Jeffrey W. Toppel – Phoenix, Arizona
Sean G. Hanagan – White Plains, New York

Less than two years after the enactment of the Legal Arizona Workers Act (“LAWA”), Arizona Governor Jan Brewer has signed into law the Support Our Law Enforcement and Safe Neighborhoods Act (Senate Bill 1070). The Act requires law enforcement officials to attempt to determine the immigration status of any person that they believe to be an alien unlawfully present in the United States. The Governor’s decision has thrust Arizona into the spotlight of immigration reform debate.

The controversial statute has attracted both national and international attention since the April 23 signing and has led to daily protests at the Arizona State Capitol in downtown Phoenix. Public figures ranging from Los Angeles Catholic Cardinal Roger Mahony to the Reverend Al Sharpton and Mexican President Felipe Calderon have spoken in opposition. Despite this, polls suggest that 70 percent of Arizona voters favor the law.
Widespread Concerns Regarding Racial Profiling

The most controversial provision of Senate Bill 1070 requires law enforcement officials to make a reasonable attempt to determine the immigration status of any person that they come into contact if they believe the person may be an alien unlawfully present in the country. Specifically, the statute provides, “where reasonable suspicion exists that the person is an alien who is unlawfully present in the United States, a reasonable attempt shall when practicable, to determinate the immigration status of the person…”

Other controversial provisions in the statute include:

    * Prohibiting state, city or county officials from limiting or restricting “the enforcement of federal immigration laws to less than the full extent permitted by federal law.” Under the statute, any Arizona resident may sue a public official or agency that adopts or implements a policy that so limits such laws’ enforcement. The provision is intended to prevent “sanctuary cities” that that adopt policies viewed as protecting undocumented aliens.
    * Making it a crime to be an illegal immigrant present in Arizona by creating a state charge for “willful failure to complete or carry an alien-registration document.”
    * Making it a crime for a person to “conceal, harbor or shield or attempt to conceal, harbor or shield an alien from detection in any place in this state … if the person knows or recklessly disregards the fact that the alien has come to, has entered or remains in the United States in violation of the law.”
    * Allowing a peace officer, without a warrant, to arrest a person if the officer has probable cause to believe the person “to be arrested has committed any public offense that makes the person removable from the United States.”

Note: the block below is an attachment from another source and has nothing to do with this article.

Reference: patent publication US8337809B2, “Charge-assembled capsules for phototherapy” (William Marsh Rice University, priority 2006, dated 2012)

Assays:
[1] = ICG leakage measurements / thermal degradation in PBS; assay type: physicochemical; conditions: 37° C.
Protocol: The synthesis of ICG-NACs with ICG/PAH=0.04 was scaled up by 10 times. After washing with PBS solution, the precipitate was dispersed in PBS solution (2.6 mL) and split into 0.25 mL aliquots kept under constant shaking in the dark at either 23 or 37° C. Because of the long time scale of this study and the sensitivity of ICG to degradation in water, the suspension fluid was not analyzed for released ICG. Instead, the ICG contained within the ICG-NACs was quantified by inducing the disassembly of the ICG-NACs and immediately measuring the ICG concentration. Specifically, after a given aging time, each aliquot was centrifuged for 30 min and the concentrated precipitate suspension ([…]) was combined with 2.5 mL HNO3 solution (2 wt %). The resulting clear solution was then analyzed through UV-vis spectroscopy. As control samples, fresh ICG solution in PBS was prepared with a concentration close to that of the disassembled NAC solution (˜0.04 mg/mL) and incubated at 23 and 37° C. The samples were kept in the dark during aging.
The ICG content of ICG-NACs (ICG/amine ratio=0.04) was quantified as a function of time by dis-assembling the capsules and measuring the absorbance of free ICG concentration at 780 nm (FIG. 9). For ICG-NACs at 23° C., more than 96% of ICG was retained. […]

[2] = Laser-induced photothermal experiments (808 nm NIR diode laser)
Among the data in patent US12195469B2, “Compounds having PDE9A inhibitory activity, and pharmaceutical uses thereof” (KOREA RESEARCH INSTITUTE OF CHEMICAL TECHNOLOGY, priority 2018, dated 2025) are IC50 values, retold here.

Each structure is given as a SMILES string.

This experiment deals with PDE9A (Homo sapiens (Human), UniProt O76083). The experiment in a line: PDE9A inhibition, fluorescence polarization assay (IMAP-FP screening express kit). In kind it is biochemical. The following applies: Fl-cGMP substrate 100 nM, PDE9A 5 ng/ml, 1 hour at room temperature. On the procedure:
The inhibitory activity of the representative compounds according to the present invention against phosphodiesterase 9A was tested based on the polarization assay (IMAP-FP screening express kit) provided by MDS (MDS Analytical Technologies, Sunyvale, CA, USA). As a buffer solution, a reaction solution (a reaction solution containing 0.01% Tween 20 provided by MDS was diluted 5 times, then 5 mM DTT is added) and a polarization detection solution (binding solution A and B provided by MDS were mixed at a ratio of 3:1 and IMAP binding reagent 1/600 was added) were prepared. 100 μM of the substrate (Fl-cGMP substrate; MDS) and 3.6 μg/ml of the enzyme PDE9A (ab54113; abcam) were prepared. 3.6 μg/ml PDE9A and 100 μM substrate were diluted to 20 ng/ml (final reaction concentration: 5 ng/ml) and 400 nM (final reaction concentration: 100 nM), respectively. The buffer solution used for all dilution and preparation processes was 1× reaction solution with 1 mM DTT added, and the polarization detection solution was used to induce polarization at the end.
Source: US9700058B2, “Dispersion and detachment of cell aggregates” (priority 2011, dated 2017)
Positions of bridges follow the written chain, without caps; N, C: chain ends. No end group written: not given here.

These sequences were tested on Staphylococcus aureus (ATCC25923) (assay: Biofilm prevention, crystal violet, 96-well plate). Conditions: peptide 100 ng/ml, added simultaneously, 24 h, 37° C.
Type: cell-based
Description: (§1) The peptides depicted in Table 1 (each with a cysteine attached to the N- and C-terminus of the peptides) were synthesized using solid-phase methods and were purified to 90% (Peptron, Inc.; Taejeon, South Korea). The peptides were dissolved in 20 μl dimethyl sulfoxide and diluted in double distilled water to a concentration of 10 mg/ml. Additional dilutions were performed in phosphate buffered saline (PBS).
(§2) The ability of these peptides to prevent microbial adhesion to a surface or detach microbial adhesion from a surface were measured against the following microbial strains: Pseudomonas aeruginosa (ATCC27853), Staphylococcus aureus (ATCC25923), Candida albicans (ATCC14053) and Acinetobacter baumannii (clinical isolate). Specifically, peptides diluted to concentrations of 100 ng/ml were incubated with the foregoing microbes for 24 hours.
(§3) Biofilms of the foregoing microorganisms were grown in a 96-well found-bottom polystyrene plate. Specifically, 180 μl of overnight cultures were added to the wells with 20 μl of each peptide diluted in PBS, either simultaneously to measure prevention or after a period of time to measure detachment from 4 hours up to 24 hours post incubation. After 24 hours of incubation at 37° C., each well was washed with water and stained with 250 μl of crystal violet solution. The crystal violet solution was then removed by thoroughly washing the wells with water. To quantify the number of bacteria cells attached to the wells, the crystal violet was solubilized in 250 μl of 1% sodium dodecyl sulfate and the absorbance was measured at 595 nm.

* Requiring a peace officer to remove and either immobilize or impound a vehicle if the officer determines that a person is “transporting or moving or attempting to transport or move” an alien in the furtherance of the illegal presence of an alien in the United States.

Provisions Impacting the Employment Relationship

Several provisions in the new statute will affect Arizona employers.

The statute makes it a crime for an occupant of a motor vehicle “that is stopped on the street, roadway or highway, to attempt to hire or hire and pick up passengers for work at a different location” if the vehicle blocks or impedes the normal flow of traffic. This is aimed at prohibiting hiring of day laborers who congregate at certain locations, such as home-improvement stores. This provision also makes it a crime for unlawful aliens to “apply for work, solicit work in a public place or perform work as an employee or independent contractor in this state.”

The Act amends the Legal Arizona Workers Act by adding a recordkeeping provision that requires employers to maintain E-Verify verifications for each employee hired after January 1, 2008 (LAWA’s effective date) for the duration of the employment or at least three years, whichever is longer. In addition, it adds a defense of entrapment for employers facing a claim that they either intentionally or knowingly hired an unauthorized alien.
Challenges to Senate Bill 1070 Expected

Many groups have stated that they are considering filing lawsuits to challenge the statute before it becomes effective 90 days after the close of the current legislative session (expected to end in early May). Civil rights groups have expressed concerns that the statute’s provision requiring law enforcement to check a person’s immigration status will lead to widespread abuse and “racial profiling” against members of Arizona’s Latino population.